Picture yourself at a nice restaurant. The person across from you is a blind date. What are the first things that come to mind? I believe most would agree that appearance and good conversation are quite important. Many students today are engaging in virtual blind dates, before even opening the restaurant door.
Popular smartphone apps offer the opportunity to “swipe right” if you are impressed by someone’s profile and “swipe left” if you are less enthused. If you swipe right on a profile, you are connected to that person and can begin communicating by using instant messages. If you swipe left, you will likely never see that person again. I found this medium to be a fun, relatable, and effective tool for teaching cover letter writing in the classroom.
One of the best parts of this lesson is that, while it is based upon sophisticated technology, all you need to present it is chalk and a chalkboard. The personal profile offered by these apps serves as a metaphor for a generic cover letter. Simply draw two columns on the chalk board. One labeled “swipe right” and one labeled “swipe left.” If you or your students are unfamiliar with the concept of these apps, there is quick and easily accessible information about them online. I found that my students were very familiar with this technology and were able to fill in gaps of information that their peers or I did not know about.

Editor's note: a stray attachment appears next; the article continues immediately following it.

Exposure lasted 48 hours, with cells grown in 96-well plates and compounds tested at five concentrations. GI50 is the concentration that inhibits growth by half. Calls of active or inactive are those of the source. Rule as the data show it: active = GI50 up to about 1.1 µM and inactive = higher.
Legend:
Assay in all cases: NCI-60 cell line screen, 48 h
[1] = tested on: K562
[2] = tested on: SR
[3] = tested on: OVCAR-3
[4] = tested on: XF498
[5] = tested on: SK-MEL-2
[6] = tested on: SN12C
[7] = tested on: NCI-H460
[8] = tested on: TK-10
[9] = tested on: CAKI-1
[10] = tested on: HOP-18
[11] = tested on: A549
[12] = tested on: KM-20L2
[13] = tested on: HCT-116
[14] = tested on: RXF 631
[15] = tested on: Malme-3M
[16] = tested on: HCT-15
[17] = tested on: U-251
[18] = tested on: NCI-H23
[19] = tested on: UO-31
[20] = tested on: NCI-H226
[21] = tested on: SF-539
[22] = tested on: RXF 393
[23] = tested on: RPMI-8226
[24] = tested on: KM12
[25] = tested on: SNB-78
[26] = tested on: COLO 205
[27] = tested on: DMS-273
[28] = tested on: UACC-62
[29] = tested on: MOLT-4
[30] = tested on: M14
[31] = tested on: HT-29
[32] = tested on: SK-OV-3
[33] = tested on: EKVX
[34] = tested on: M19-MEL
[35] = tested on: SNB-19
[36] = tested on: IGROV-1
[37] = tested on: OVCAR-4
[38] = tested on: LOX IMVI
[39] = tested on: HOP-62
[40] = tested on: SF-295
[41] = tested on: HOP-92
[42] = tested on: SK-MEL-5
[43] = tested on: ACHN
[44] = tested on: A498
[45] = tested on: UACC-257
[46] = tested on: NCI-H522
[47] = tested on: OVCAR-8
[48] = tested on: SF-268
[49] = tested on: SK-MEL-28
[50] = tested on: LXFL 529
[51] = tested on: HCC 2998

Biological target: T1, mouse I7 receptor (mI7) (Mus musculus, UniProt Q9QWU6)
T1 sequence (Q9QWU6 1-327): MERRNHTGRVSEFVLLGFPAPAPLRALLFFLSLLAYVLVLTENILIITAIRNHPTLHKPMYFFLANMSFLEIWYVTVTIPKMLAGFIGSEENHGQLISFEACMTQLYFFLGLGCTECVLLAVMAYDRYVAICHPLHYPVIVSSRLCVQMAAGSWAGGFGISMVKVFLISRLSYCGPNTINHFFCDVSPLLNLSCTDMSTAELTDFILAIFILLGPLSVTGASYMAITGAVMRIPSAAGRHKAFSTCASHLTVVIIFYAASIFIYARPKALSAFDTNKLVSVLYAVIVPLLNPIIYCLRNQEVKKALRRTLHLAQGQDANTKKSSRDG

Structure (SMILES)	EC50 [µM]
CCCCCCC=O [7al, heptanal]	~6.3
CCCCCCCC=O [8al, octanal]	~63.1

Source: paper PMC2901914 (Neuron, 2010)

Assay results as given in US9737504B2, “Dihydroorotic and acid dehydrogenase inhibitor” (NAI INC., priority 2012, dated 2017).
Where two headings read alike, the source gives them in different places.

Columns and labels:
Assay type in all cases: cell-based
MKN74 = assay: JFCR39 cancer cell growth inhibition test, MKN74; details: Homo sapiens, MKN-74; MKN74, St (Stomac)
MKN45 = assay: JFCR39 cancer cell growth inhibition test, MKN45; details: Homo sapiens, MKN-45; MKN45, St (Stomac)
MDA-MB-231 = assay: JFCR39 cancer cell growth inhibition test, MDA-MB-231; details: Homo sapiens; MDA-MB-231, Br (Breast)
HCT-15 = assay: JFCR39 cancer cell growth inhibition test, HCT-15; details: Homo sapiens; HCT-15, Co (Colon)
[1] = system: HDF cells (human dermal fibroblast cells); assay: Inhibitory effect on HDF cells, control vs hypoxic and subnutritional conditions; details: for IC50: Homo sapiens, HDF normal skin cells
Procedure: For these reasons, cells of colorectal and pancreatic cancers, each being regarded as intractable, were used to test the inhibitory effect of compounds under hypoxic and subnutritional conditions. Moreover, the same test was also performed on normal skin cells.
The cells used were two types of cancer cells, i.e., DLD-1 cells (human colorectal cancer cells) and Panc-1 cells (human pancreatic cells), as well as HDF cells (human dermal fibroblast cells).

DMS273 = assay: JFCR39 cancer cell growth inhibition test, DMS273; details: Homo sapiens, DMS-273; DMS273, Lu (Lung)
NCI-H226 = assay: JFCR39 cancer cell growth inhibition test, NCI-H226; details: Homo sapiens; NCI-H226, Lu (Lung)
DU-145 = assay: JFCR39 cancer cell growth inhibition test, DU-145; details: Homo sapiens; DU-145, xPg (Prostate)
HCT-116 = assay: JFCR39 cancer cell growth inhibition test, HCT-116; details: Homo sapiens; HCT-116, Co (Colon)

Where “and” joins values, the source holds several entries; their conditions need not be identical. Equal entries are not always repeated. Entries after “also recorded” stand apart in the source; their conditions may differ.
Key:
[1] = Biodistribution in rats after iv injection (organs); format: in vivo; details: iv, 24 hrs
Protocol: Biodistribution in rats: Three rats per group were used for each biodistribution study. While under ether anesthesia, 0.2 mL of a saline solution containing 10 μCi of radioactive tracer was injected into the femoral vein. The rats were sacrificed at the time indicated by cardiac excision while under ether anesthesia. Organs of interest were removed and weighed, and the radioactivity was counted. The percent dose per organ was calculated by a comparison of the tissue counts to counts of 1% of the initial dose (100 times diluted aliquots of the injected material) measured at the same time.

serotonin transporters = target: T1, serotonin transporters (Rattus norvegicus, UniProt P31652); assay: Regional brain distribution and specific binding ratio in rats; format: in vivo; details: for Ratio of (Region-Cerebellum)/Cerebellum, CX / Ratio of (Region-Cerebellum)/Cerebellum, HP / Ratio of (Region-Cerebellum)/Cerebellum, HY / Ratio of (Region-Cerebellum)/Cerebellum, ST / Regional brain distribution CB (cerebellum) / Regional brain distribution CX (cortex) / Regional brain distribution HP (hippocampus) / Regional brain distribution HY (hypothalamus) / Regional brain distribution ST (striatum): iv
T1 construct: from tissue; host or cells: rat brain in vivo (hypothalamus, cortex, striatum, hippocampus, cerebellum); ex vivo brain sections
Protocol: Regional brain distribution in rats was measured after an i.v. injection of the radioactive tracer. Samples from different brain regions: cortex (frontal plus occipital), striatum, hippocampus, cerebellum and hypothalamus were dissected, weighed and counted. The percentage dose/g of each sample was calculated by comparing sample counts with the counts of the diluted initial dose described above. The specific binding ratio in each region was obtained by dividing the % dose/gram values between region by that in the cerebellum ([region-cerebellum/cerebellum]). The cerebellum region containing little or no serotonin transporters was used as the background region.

Once you have established the premise, continue the metaphor. My rationale is that a cover letter is like a blind date for an employer. Is the person’s profile interesting? Swipe right on a cover letter that is unique, captivating, and original. You hope your potential date’s profile isn’t misleading. Similarly, you would swipe right on a cover letter that has content that is clear and uses specific examples.
There are many examples of when you may want to swipe left. Do you like the way your potential match is dressed? No? Swipe left! The same goes for a cover letter that is formatted incorrectly. An employer is unlikely to give it a second look. A profile that is too long may be boring. You might be ready to swipe left. Cover letters can be similar. A good cover letter is succinct and focused.
Of course, there is more to learn than what is conveyed through this lesson alone. However, using a dating app as a way for students to understand the basics of a cover letter can be a great hook. It has proven to be a fun and thoughtful addition to my curriculum and I hope it will be to yours as well.
This post is part of our #SACareer series, addressing careers in student affairs, careers outside of student affairs, and the work of career services professionals. Read more about the series in Jake Nelko’s intro post. Each post is a contribution by a member or friend of the Commission for Career Services from ACPA. Our organization exists to benefit the careers of career services professionals, student affairs professionals, and anyone supporting students in the career endeavors. For more information about how to get involved with the Commission for Career Services or the #SACareer blog series, contact Cristina Lawson at firstname.lastname@example.org.